The fact that these activities could be regulated or prohibited by the state right up until the child was eighteen years old, merely added insult to injury from the parents' perspective.
As Kauffman confirms, the cultural undercurrent beneath the Amendment was the fact that it was a continuation of the drive to prohibition:
First — and no one disputed this — the Child Labor Amendment was cousin-germain to Prohibition. Drunkard fathers had necessitated the Eighteenth Amendment; indolent dads would force the Twentieth. American men, it was implied, were dissolute bums whose failings cried out for Washington's remedies.
Were men not so unreliable as providers for their families, the thinking went, they wouldn't need their children to work to make up for it. That is, if men adopted more productive ways — perhaps by eschewing their deplorable masculine vices — their children wouldn't have to trudge to factories at the cost of their educations.
There was, of course, plenty of opposition to this rhetoric at the time — even within reformist circles. In 1920, a female Party official at the GOP convention that year felt the need to clarify that "I most emphatically do not believe in the aggressive, antagonistic, anti-man spirit in politics." At the time, the Republican party was the home of the most aggressive reformers, and many party officials felt the need to separate themselves from these activists, just as some Democratic Party officials today must announce that they don't support Antifa. The interviewer, a writer for Good Housekeeping, informs the reader that by 1920 "the anti-man period of the woman movement is past. The day of sex-antagonism is past." The article, which apparently takes an anti-reformist position, may have drifted into some wishful thinking.2
Indeed, in her updated 1998 preface to The Feminization of American Culture, Douglas suspects that "Amid faux-feminist standards of sexual impropriety, proliferating lawsuits, and a tyrannical pop psychology of victimology, we are now conducting a series of cultural campaigns remarkably like the drives for Purity and Prohibition in which the reform impulses of my [Victorian] subjects culminated in the late nineteenth century."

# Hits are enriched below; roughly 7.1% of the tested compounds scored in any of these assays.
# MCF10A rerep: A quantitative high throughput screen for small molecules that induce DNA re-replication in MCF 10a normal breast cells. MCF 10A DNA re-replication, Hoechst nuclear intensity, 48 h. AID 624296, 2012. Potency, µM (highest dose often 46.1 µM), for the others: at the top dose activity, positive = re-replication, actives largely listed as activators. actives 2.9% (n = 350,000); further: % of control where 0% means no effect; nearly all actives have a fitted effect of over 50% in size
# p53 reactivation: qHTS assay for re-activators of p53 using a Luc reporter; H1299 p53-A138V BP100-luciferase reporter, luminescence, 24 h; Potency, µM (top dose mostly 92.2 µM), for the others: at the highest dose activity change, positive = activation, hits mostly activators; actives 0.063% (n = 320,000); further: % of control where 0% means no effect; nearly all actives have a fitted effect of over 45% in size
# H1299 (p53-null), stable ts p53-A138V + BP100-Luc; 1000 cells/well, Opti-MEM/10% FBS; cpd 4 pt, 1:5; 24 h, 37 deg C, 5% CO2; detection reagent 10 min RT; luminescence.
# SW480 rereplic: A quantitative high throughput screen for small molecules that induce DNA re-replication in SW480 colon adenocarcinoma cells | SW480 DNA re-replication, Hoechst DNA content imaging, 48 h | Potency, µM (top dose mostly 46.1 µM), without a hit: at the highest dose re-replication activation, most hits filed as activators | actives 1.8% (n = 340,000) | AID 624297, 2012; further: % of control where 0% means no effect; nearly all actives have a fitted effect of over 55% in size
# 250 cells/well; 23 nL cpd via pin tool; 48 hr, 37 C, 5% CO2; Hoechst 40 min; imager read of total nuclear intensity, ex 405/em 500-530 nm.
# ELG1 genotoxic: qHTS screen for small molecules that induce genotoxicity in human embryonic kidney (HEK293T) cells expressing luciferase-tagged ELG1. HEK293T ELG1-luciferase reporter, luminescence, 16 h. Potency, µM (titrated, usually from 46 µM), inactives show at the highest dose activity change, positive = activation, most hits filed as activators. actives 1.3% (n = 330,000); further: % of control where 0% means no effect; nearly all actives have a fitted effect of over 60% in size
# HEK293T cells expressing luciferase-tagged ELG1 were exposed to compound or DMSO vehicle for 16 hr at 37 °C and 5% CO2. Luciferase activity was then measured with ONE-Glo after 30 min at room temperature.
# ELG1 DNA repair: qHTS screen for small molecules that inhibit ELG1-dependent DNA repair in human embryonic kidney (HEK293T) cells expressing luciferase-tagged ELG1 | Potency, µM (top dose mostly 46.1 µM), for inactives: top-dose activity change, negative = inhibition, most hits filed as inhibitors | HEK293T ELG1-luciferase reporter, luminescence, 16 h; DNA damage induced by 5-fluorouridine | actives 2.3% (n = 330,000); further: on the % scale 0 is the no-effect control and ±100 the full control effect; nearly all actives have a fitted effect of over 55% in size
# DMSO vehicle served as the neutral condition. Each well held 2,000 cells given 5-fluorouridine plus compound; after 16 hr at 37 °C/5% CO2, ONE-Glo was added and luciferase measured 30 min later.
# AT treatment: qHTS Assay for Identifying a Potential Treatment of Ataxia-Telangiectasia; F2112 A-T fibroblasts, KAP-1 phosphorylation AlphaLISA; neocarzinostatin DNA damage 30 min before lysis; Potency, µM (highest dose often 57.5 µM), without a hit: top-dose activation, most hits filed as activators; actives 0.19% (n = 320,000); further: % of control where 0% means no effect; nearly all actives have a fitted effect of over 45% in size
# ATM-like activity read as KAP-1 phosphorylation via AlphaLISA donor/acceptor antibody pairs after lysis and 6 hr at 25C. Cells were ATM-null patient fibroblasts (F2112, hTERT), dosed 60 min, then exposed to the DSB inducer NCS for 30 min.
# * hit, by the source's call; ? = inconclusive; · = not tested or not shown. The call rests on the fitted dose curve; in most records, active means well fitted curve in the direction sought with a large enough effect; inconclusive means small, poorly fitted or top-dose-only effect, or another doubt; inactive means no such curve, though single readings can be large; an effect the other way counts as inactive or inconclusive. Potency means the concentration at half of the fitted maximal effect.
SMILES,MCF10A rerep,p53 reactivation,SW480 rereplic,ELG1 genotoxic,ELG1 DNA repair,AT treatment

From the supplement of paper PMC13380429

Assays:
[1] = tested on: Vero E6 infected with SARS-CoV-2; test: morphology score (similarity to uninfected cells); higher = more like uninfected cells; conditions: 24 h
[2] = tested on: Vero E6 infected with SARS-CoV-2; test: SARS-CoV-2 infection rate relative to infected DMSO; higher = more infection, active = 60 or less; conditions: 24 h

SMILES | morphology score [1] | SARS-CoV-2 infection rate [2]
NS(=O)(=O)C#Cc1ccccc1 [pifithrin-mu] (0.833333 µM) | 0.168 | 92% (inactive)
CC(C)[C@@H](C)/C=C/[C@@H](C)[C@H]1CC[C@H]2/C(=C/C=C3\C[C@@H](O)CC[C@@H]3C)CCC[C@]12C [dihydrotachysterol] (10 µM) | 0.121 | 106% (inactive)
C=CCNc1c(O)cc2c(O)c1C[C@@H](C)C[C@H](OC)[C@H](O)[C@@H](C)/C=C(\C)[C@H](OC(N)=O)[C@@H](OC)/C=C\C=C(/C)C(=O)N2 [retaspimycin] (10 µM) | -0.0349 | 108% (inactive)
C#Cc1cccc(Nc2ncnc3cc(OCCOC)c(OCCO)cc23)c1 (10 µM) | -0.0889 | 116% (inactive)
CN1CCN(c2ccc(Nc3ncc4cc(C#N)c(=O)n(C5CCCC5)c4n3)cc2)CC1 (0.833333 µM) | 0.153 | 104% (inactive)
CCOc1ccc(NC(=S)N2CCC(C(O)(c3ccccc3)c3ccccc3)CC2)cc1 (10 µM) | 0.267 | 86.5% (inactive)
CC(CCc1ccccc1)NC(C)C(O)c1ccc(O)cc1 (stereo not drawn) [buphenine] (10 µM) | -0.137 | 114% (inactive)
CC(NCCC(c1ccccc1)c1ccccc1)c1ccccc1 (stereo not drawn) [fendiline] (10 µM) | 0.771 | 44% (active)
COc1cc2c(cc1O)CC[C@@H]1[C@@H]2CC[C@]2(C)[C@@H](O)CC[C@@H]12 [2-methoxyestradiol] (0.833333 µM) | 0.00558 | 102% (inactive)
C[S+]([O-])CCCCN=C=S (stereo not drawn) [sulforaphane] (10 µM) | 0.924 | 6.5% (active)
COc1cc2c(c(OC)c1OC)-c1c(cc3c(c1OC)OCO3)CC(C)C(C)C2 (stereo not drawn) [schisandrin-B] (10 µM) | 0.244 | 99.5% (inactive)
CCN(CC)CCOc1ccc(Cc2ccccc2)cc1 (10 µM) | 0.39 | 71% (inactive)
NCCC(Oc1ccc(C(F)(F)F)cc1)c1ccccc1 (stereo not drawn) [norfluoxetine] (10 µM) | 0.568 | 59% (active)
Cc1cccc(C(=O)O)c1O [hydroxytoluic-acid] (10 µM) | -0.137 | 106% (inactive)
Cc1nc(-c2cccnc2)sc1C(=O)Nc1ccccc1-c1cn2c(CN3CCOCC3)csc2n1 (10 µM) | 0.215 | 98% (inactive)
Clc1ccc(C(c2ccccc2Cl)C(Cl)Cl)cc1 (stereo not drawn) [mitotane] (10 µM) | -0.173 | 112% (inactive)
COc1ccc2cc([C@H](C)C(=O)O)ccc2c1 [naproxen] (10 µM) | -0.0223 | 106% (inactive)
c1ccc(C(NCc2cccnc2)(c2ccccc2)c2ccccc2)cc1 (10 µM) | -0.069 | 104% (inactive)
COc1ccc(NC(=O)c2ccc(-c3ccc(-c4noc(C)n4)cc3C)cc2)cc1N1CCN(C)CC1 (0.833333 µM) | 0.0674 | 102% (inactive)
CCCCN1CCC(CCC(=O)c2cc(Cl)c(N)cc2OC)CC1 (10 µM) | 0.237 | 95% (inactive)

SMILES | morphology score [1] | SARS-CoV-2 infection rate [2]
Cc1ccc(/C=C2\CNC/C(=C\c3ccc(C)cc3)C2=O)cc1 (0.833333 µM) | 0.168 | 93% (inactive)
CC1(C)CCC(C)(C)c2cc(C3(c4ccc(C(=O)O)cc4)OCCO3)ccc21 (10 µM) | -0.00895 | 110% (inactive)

So, while the age of "sex-antagonism" is not exactly past — thanks to all parties involved, by the way — there is a difference in the public policy landscape today. No crusade equal in power and scope to the 1920s movement to regulate every aspect of family life is viable — for now. Moreover, drug and alcohol prohibitions, if anything, are going in the opposite direction of what prohibitionists would like to see. Even the gun-abolition movement — which the Kiesel article connects to masculinity — appears to have presently fallen on hard times. In any case, the habit of connecting various social ills to the problem of "men" has a long and well-established history in American politics. Time will tell where the current phase leads.
Ryan McMaken (@ryanmcmaken) is a senior editor at the Mises Institute. Send him your article submissions for the Mises Wire and The Austrian, but read article guidelines first. Ryan has degrees in economics and political science from the University of Colorado and was a housing economist for the State of Colorado. He is the author of Commie Cowboys: The Bourgeoisie and the Nation-State in the Western Genre.